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Saturday, February 16, 2013

Decision Tree Analysis


In the previous chapter, we took a look at Expected Monetary Value or EMV Analysis. The Decision Tree Analysis is another tool/technique that we use in Quantitative Risk Analysis that directly uses this EMV Analysis. In this chapter, we are going to take a detailed look at Decision Tree Analysis

Decision Tree Analysis

Decision Tree Analysis is used to make decisions based on the risks that could impact us in the various possible scenarios we may encounter in future. It calculates the Expected Future Value of an activity based on the current impact & probability of all risks.

Decision Tree Analysis uses a Decision Tree Diagram. In the tree, we start at the starting point and go through the tree and take a decision based on the EMV for the Alternatives that are available for us. It shows a sequence of inter-related decisions and their respective EMVs so that you can take a good and properly thought-out decision. Decision Tree Analysis is used typically to take decisions dealing with Time or Cost.

Let us now take a look at some examples to understand Decision Tree Analysis:

Example 1:

Let us say, we are given the task of deciding between Vendor A and Vendor B. Vendor A has a Success Probability of 55% and an Impact of $ 70,000 while there is no impact on Failure. Similarly Vendor B has a 75% probability of Success and has an impact of $ 55,000 and he too has no impact on Failure. Based on this information, how would you choose the Vendor?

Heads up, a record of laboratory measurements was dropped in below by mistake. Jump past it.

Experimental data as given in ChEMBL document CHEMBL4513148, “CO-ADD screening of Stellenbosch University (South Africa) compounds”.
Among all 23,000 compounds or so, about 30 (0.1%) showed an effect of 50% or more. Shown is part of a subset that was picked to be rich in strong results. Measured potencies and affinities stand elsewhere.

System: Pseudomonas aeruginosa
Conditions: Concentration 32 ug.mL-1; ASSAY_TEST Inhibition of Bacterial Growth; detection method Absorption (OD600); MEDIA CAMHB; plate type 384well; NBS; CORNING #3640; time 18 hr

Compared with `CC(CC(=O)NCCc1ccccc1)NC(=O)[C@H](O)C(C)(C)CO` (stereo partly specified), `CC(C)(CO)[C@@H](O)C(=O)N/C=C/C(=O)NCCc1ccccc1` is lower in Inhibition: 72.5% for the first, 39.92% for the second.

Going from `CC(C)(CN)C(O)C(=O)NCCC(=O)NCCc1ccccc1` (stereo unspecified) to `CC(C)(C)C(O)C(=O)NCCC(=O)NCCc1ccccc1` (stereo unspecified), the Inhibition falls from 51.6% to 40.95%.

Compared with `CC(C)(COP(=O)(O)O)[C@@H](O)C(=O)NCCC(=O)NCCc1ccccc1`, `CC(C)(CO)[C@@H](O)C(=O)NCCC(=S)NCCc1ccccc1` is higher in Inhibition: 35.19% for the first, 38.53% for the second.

The simple Answer would be – Use Decision Tree Analysis. So, based on this question, if I were to create a Decision Tree, it would look like below:



So, here:

EMV for Vendor A: = 70000 * 55% = 38,500

EMV for Vendor B = 55000 * 75% = 41,250



Now, you know the EMV for each vendor. So, the wiser choice would be to choose Vendor B because the Expected Monetary Value of choosing Vendor B is greater than Vendor A.

Trivia:
If we had just considered the Impact, Vendor A would look like a better choice because he has a higher impact. But, he has a lower probability. So, Vendor B, even though has a lower impact, is selected because the combination of both probability and impact makes him the better choice.

Example 2:

Example 1 was an all positive scenario where there is no Impact for failure. What would you do in an all Negative Scenario?? Look at the Decision Tree Below:



In this example, in both cases, there is no impact if the outcome is a success. But, both Vendors A & B have an impact on failure and have a probability of failure too. So in this case, you may be wondering why I chose Vendor B instead of A, even though the EMV for A is higher. Are you???

In example 1, we were looking at positive EMV (For Success or Profits) so, we chose the vendor with higher profitable EMV. Whereas, in this case we are calculating Negative EMV (For Failure or Losses). So, choosing the vendor who would cause lower losses in case of a failure would be a better choice. Wouldn’t it??

Example 3: In examples 1 & 2, we took a look at trees that either had a positive or negative impact only. What must we do if we have both? Look at the tree below:



In this case, both Vendors A & B have Impact on both Success & Failure. So, the EMV for each vendor is the sum of the Individual EMV’s.

For Vendor A:

EMV for Failure = 1000 * 30% = 300

EMV for Success = 6000 * 70% = 4200

Total EMV for Vendor A = $ 4,500/-

For Vendor B:

EMV for Failure = -1200 * 40% = -480

EMV for Success = 7500 * 60% = 4500

Total EMV for Vendor B = $ 4,020/-

So, based on the total EMV, Vendor A is the better choice…